Almost all media outlets – the internet, television, newspapers; it feels like the entire world has fallen into one dark pit, media hammering the outbreak and it’s spread of the Coronavirus (COVID-19). Undoubtably it is a crucial period when every one should protect oneself and our loved ones, staying vigilant and careful, consequentially will protect all others to put a stop to the further spread of this infectious disease.
I can only speak of Japan but among the early infected Asian countries. I recall that the spread of virus accelerated around mid-February, when government, health officials and even the media focus was on the meddling decisions of taking correct measures of the British vessel, “Diamond Princess Cruise Ship” off the coast of Yokohama. In the meantime the virus was in fact loose, had already embarked much earlier when Chinese tourists started entry into Japan, for the Chinese New Year, starting January 25th. Consequently, the time lag of the domestically infected numbers peaked drastically within two weeks, quite misleading as to the initial assumption of brought in from the cruise ship but either had really no relationship to one other.
I suspect there are many other countries similar to the emergency state of Japan, a two-week closure, the government banning public gatherings and events which is expected to continue to comply until the end of March ~ early April.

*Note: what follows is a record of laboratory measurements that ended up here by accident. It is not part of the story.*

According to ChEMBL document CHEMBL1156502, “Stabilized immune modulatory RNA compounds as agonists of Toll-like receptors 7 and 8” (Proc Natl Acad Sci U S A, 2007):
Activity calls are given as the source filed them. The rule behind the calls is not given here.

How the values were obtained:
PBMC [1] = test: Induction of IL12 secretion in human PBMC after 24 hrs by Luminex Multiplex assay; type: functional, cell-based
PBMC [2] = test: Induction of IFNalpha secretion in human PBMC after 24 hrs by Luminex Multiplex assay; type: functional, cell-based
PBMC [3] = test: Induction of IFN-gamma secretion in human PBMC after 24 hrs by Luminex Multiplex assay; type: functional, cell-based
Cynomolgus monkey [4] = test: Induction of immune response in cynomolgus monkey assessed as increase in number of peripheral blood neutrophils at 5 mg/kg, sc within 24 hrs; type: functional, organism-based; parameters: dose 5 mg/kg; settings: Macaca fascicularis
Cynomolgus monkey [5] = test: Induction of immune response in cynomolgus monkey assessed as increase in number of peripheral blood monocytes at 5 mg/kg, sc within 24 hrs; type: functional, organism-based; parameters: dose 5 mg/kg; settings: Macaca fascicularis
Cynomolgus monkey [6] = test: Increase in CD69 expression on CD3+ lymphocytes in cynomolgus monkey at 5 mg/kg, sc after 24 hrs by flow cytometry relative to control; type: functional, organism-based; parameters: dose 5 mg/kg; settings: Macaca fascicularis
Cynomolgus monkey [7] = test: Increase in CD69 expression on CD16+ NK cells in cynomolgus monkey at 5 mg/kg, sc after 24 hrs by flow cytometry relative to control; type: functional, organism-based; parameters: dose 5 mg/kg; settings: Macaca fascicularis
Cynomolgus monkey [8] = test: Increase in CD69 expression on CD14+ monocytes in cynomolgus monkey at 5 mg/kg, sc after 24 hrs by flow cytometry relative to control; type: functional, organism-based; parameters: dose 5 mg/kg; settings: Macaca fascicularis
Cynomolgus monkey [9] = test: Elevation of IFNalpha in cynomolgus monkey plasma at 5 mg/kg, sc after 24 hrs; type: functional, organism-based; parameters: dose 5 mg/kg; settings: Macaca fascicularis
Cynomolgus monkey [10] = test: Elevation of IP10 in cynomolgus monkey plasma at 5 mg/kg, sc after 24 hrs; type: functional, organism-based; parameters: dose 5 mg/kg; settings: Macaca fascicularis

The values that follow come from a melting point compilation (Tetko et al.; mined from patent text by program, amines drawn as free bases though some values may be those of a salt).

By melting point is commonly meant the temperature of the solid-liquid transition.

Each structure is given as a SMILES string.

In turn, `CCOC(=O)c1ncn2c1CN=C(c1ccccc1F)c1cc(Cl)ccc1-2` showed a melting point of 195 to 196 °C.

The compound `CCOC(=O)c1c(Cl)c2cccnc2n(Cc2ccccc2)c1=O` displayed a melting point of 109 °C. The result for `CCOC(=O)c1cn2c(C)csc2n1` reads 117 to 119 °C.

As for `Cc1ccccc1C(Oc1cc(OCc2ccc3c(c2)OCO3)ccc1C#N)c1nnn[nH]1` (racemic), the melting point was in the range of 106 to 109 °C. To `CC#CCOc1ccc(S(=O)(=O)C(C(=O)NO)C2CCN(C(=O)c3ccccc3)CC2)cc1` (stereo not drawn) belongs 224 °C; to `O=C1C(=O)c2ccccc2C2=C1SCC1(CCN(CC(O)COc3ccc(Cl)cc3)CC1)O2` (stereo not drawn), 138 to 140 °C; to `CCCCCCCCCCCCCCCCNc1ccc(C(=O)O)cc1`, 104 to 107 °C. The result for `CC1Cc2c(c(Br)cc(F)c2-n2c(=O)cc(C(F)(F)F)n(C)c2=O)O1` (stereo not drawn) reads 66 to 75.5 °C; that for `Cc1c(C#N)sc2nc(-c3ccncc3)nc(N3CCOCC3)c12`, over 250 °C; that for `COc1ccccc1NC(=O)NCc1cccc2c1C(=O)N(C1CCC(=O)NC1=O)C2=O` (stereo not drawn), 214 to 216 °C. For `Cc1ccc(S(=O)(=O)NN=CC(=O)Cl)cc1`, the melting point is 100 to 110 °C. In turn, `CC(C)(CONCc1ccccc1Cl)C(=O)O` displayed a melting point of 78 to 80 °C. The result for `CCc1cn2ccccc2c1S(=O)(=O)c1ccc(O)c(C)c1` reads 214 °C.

It is certainly an endurance period for all. A sudden inevitable transformation of our everyday life, I hope not for long.See alsoCamping CarCulture & ArtEditor's RecommendationFish | SeafoodJapanPhotographyRiceTravelVegan FoodHokuriku Camping Car Travelog | 北陸キャンピングカー旅 ②Take a breath in open air. The safest resort.
It is certainly an endurance period for all. A sudden inevitable transformation of our everyday life, I hope not for long.
Take a breath in open air. The safest resort.
To find a lemon yellow beautiful field of ‘Nanohana’ (Vegetable flowers) at full bloom. Nanohana is commonly known as ‘rapeseed (canola)’ – a broccoli family, yielding a lemon yellow flower in early spring.